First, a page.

Essential oils in nature.

I was prompted to write about this by some of the aromas I noticed walking through the allotments yesterday evening. Essential oils play a vital part in a plant’s survival as a species. Some such as the hot oil found in Horseradish root are designed to stop less perverse species than humans from eating it! The same is true of the Chilli Pepper. (My love of both clearly places me high up in the perversion stakes!)

Others, particularly those given out by flowers are designed to attract pollinating insects and the amount of the essential oil varies throughout the day. Night scented stocks and Honeysuckle give out more of their oils in the evening, reflecting the fact that they have evolved to be pollinated mainly by moths and other night flying insects. This is also an indication of when peak nectar production occurs.

Other plants such as rosemary are visited by the bees more in the morning than the afternoon though only when the temperature gets warm enough and yet others such as lime, (linden blossom rather than citrus) peak in the heat of late summer afternoons.

Yet others like the Hawthorn are more difficult to pin down. Over the past few days the tree in our garden has been buzzing literally with bees. I can hear it from several metres away. Yet according to the books, they only produce a honey crop in some years and researchers have been unable to pin this down to any particular weather conditions. It could possibly be something influenced by weather conditions the previous year.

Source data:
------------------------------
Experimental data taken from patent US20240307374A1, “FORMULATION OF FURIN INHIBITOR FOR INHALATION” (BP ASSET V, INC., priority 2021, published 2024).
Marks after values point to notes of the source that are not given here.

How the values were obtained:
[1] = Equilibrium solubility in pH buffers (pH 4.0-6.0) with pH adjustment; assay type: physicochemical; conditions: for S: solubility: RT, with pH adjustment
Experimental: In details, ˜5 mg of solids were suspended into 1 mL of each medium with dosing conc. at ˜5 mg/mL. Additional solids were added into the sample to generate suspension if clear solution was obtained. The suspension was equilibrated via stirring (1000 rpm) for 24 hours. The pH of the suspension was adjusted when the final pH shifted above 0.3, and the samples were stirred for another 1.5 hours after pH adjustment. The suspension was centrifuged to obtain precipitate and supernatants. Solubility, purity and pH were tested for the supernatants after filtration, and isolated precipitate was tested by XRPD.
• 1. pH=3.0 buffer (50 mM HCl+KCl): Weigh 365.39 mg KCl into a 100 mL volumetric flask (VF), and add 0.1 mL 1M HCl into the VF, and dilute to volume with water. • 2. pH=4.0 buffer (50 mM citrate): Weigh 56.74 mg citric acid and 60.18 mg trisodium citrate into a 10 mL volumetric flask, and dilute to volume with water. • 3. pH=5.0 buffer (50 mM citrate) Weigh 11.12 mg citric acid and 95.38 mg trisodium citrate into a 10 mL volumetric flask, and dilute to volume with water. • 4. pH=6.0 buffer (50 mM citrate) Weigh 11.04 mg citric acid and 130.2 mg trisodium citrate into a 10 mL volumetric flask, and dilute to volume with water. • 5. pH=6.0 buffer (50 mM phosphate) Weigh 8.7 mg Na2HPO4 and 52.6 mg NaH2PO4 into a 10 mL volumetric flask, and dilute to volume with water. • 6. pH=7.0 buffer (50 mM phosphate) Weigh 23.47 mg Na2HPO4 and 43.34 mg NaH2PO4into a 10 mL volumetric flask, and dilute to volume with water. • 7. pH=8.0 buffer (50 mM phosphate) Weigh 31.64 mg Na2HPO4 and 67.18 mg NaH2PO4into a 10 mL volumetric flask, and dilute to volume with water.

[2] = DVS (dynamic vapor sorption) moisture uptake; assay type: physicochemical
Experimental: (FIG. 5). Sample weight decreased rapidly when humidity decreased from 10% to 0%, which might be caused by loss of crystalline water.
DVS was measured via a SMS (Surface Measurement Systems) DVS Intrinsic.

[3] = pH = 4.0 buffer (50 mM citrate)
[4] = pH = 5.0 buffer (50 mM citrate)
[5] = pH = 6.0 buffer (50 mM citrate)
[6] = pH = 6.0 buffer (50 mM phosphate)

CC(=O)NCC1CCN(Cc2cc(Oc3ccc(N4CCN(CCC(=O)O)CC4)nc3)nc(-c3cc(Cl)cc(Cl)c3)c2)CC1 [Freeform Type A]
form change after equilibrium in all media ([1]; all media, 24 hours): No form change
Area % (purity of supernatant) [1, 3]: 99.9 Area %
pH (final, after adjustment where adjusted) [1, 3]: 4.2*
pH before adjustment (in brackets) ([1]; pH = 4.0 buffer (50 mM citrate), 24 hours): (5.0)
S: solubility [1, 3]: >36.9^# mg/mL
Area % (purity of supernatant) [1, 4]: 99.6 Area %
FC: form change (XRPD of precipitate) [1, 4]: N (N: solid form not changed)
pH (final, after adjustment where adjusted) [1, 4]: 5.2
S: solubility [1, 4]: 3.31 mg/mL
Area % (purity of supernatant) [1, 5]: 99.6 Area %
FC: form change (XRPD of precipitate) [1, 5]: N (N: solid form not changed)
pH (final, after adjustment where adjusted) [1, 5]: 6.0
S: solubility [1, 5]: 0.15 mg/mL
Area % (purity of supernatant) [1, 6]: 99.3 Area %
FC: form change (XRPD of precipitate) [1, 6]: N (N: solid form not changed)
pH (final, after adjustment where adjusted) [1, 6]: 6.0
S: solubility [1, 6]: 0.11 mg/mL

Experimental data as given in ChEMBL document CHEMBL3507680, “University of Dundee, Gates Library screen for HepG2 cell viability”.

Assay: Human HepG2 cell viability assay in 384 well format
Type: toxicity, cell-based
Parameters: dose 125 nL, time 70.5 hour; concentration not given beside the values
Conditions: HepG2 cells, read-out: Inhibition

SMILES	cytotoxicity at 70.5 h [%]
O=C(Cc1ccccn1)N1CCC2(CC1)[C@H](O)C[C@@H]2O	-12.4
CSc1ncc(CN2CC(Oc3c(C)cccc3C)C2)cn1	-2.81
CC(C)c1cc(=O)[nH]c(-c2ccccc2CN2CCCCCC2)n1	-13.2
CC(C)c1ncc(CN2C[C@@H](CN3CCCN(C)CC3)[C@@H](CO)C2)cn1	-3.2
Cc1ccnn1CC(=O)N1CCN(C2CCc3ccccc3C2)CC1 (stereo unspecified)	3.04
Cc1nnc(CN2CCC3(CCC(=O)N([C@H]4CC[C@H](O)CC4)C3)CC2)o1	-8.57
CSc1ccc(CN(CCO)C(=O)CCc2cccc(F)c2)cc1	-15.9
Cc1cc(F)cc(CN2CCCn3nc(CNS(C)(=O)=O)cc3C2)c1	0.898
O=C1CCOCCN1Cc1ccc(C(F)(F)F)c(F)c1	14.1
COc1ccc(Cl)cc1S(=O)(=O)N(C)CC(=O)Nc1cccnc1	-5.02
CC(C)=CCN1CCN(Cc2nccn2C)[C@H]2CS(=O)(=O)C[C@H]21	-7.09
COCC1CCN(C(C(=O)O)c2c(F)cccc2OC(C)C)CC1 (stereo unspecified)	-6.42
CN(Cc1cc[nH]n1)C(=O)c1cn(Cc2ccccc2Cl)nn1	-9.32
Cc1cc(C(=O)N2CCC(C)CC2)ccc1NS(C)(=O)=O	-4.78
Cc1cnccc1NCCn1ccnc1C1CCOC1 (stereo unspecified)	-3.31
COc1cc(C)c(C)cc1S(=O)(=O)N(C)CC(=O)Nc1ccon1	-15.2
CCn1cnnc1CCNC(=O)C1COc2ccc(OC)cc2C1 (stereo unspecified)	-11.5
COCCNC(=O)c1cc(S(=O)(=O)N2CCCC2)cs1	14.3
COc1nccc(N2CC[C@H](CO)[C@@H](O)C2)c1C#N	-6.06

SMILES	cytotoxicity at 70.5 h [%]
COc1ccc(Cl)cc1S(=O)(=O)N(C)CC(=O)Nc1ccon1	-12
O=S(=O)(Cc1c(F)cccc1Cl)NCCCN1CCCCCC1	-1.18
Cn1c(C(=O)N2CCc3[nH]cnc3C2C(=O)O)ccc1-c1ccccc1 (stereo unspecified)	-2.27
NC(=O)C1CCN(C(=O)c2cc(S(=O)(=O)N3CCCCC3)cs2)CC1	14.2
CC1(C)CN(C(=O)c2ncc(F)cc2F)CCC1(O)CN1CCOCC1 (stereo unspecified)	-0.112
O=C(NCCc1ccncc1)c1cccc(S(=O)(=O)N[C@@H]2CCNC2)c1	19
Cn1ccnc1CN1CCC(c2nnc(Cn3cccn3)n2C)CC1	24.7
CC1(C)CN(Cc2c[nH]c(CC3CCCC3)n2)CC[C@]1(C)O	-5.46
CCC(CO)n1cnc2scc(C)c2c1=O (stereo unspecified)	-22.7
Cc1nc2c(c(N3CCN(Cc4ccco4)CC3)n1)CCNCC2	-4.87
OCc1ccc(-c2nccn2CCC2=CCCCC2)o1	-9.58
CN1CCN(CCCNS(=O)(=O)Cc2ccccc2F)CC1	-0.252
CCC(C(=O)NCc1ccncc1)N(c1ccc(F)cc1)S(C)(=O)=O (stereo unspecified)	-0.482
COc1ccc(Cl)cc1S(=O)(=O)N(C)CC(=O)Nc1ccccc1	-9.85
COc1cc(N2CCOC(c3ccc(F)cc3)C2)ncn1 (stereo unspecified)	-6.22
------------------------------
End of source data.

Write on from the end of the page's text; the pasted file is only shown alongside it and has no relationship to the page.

There are many more example of plants and trees that are frequented by insects at particular times of day and for some it is a visual thing that attracts the insects that see almost exclusively by ultra violet light rather than any essential oils that might be produced. Many vlowers viewed under a UV light will demonstrate a pattern normally invisible to us that guides the bee or other insect to the nectar source, ensuring that it spreads the pollen about either within the flower or carrying it to other flowers to enable seed production.

For myself, much as I love working with essential oils from bottles, there is something about smelling them directly from the plant and especially when a waft of something reaches my nostrils, tracking down which plant or tree it comes from. It is not always one I know from a bottle so I then wonder why not? Lilac for example is only available as a perfume or fragrance oil. The essential oil costs over £20/ml and has only recently become available by CO2 extraction and still does not match the scent of the flowers. So note that while many are available beware and do your research before buying. Also enjoy the scents where you can in their natural environment. The psychological benefits of these scents come largely from their interaction in the brain and it is through breathing them in rather than absorption through the skin as in massage that they reach the brain most quickly.